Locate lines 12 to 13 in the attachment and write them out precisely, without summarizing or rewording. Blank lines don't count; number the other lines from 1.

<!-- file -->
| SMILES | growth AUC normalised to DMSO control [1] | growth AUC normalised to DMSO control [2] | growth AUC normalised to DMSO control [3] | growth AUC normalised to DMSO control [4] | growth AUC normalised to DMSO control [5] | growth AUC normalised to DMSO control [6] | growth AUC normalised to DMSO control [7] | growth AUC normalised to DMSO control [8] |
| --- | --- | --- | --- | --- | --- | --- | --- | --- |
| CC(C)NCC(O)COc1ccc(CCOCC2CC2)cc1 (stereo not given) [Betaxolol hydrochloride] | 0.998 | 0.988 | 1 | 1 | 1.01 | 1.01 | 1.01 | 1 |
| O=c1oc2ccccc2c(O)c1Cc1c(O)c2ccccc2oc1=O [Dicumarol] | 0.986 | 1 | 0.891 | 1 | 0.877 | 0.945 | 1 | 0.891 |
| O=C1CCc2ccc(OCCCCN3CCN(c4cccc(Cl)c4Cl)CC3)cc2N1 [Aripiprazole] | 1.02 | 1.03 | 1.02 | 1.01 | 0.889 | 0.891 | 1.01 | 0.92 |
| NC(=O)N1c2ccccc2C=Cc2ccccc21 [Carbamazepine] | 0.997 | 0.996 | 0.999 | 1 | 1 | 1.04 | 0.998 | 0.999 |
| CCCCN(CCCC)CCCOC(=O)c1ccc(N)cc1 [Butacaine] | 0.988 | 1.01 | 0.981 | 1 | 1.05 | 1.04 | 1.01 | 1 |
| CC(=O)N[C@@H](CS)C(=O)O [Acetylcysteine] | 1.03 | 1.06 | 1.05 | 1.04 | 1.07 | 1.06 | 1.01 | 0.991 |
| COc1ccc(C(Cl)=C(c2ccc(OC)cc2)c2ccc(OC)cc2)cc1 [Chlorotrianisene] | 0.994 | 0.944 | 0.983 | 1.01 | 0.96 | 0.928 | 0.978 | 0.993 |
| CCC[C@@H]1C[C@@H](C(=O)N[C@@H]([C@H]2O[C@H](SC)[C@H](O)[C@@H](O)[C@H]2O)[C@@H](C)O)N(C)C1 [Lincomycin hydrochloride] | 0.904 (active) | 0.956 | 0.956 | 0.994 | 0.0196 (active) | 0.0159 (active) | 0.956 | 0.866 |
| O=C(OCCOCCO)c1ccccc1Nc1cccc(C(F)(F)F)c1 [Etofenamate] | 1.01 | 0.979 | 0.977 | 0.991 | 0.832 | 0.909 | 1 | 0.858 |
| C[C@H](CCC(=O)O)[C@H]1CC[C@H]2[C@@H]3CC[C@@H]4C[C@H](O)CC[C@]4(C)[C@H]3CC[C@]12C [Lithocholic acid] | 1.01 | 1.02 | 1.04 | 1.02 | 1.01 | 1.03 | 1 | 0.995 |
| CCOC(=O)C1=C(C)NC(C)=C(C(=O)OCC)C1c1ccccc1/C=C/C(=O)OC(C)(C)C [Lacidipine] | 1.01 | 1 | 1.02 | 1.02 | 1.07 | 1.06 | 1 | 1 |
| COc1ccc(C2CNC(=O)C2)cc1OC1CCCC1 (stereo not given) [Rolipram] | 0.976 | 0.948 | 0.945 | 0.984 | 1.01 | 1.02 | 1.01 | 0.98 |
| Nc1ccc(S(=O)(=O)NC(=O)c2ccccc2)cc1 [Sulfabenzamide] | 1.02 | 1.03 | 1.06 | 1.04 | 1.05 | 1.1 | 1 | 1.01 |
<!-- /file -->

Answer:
| C[C@H](CCC(=O)O)[C@H]1CC[C@H]2[C@@H]3CC[C@@H]4C[C@H](O)CC[C@]4(C)[C@H]3CC[C@]12C [Lithocholic acid] | 1.01 | 1.02 | 1.04 | 1.02 | 1.01 | 1.03 | 1 | 0.995 |
| CCOC(=O)C1=C(C)NC(C)=C(C(=O)OCC)C1c1ccccc1/C=C/C(=O)OC(C)(C)C [Lacidipine] | 1.01 | 1 | 1.02 | 1.02 | 1.07 | 1.06 | 1 | 1 |